Ask an Expert: 10 Tips for Healthy Road Trips
Summer time is a great time for road trips. In Utah, there are many wide, vast stretches of highway between destinations, and most stops are at gas stations and tourist attractions that are known to stock sugary drinks, candies, sweets and salty snacks. It’s not always easy to eat healthy foods while on the road, or any vacation for that matter, but it can be done. Consider these tips.
- Pack a small cooler with easy-to-eat healthy snacks such as:
-Apples (Be aware of agriculture check points that won’t allow fruit to pass through, including the border into California and other locations. Buy fruit after passing through.)
-String cheese and whole-grain crackers
-Pre-packaged yogurt tubes
-Trail mix and dried fruit
-Hummus and pre-cut veggies, like carrots, radishes, snap peas and bell peppers.
-Celery and small individual-sized containers of peanut butter (check the peanut butter aisle for the small 1-2 tablespoon packages); pretzels also can be dipped in peanut butter for an easy snack
-Whole-grain bread and peanut butter and jam or cheese and lunchmeat
-And remember to include wet wipes and garbage bags for easy clean up
2. Take refillable water bottles to save cooler space and to avoid purchasing sugary beverages. They can also help you save money on buying beverages. Refill the bottles each time you stop for gas and restroom breaks.
3. When eating out, seek healthier options such as fruit cups or slices, milk, wraps, salads, rice and veggie bowls and whole-grain options of breads, tortillas and rice.
4. Use a navigation app on your smartphone to look for restaurants near you beyond the ones connected to the gas station when stopping to refuel. Consider non-burger fast food restaurants for variety and possibly healthier options, such as:
a. Sandwich restaurants where you could split a larger sandwich with a family member and load up on the veggies options.
b. Chinese food places, which often have more choices of veggies than other fast food restaurants.
c. Mexican food places where you can look for beans, rice and veggie options, but remember to eat less of the high-fat fried foods.
d. Pita and wrap restaurants, which also offer fresh veggie options, but beware of high-calorie sauces.
5. Make farmers markets a destination around meal times. This is a great way to literally taste some of the local foods and culture. Most markets have more than just produce, so enjoy many other vendors selling fresh breads, homemade tamales, side salads and more. Plus, you’ll get to move and stretch your legs after all that driving.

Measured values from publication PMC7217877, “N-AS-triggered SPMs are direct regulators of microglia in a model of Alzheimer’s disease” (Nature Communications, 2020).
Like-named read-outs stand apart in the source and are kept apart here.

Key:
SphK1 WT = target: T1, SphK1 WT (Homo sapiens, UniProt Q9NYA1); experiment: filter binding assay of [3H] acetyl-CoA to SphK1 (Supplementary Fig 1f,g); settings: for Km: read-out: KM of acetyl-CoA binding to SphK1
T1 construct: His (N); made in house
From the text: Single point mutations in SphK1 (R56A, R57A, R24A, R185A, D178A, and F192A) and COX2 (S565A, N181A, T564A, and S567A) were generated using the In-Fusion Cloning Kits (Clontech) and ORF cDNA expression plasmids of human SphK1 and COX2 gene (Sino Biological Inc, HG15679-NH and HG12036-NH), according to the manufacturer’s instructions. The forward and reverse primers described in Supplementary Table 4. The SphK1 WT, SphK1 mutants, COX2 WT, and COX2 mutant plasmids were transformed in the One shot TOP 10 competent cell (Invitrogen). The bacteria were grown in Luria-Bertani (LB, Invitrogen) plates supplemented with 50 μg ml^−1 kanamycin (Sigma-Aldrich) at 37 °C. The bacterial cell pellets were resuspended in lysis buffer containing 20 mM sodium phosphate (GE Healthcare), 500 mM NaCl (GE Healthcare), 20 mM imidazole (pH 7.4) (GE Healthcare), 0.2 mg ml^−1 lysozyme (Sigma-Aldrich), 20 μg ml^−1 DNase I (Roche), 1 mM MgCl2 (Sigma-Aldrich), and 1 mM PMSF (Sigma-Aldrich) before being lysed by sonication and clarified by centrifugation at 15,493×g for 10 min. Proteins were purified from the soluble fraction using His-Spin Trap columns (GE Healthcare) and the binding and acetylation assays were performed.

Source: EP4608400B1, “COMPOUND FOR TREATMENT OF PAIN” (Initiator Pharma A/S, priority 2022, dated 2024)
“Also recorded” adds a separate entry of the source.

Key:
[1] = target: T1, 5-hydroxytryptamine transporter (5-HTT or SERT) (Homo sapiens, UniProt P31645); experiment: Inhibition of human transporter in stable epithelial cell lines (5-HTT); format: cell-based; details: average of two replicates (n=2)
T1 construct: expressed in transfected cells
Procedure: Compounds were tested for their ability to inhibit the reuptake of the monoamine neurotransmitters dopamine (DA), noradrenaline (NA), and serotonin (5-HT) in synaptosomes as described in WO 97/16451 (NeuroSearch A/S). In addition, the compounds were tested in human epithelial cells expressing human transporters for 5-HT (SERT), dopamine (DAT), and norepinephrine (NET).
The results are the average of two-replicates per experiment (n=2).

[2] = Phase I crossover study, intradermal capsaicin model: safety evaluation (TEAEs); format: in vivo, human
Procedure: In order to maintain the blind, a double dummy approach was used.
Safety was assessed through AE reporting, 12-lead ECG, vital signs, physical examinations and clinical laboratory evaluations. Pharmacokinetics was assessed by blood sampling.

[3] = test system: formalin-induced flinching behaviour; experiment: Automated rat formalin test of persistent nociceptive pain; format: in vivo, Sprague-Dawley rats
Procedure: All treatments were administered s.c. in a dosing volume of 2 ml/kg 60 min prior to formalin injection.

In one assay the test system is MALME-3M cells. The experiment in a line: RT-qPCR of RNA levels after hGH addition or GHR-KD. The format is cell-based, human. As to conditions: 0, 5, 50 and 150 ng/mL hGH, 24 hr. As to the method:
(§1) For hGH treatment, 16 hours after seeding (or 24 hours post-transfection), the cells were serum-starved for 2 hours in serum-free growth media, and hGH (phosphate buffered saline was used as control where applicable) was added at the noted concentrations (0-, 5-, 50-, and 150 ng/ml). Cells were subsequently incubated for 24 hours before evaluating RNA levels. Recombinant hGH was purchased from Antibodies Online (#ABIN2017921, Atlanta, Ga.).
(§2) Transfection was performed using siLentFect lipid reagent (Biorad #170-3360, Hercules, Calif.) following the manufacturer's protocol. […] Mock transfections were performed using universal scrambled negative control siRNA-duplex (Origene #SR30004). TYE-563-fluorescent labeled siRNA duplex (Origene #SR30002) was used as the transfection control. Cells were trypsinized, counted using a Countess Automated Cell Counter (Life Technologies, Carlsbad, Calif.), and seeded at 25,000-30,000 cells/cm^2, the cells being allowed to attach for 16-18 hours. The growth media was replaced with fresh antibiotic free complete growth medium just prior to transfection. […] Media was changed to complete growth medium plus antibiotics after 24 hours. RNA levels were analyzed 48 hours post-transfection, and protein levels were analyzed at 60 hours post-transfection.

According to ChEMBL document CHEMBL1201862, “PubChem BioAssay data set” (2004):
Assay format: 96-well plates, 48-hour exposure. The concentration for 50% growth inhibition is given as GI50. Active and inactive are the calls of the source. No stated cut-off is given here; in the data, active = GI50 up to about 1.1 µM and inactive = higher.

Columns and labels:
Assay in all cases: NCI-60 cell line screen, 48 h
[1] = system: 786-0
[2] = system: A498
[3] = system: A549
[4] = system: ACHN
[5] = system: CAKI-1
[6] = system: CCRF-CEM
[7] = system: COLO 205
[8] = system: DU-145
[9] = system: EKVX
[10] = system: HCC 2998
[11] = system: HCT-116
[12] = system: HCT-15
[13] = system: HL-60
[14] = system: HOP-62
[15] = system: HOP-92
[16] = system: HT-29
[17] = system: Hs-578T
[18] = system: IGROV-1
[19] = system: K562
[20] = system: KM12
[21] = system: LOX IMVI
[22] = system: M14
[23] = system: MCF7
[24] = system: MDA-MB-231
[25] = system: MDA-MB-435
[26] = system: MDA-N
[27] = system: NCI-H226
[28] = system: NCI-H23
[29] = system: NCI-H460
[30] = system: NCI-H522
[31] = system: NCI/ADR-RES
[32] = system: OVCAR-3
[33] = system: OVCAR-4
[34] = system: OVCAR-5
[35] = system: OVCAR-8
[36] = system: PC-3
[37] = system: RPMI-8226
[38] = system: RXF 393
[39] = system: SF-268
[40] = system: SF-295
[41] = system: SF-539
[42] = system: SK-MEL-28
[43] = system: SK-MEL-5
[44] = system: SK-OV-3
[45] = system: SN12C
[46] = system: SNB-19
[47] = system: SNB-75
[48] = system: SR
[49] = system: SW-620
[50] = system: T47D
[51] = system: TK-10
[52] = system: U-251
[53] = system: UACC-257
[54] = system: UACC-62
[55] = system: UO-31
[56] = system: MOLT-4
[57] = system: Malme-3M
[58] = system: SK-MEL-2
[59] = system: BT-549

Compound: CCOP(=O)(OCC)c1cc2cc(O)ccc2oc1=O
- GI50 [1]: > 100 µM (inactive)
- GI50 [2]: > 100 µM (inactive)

6. Visit grocery stores or local bakeries at your destination to buy meals and/or replenish your healthy snack cooler. Consider whole-grain muffins, fruit and small milk containers for breakfast or instant oatmeal packets you can make with hot water from gas stations or hotel room coffee makers.
7. Plan moving time. Search for places along the way for walking, hiking, biking or swimming adventures to break up driving time and get your body moving. It might take a little extra time, but together with choosing varieties of fruits and veggies, moving your body will help you feel more energized, help you sleep better and help keep you “regular.”
8. Make gas and restroom breaks a physical activity break—walk, run, dance or do yoga or stretches. You could even have races with the family. Consider ordering your meals take-out and head to a picnic spot at a local park to enjoy fresh air and more opportunities to move your body.
9. Save treats for events and special destinations of your trip. This will save your car from sugary, sticky spills and melts, and also help reduce calories consumed.
10. Plan non-food activities in the car to pass time and to avoid the snacking-from-boredom syndrome. Listen to audio-books the whole car can enjoy, make videos of the family rocking out to a favorite song, sketch Picasso-like portraits of each other without looking at the paper, play “I Spy,” bingo or read books and articles about the history of places you’re going to visit.
By: Melanie Jewkes, Utah State University Extension family and consumer sciences faculty, (385) 468-4838, email@example.com
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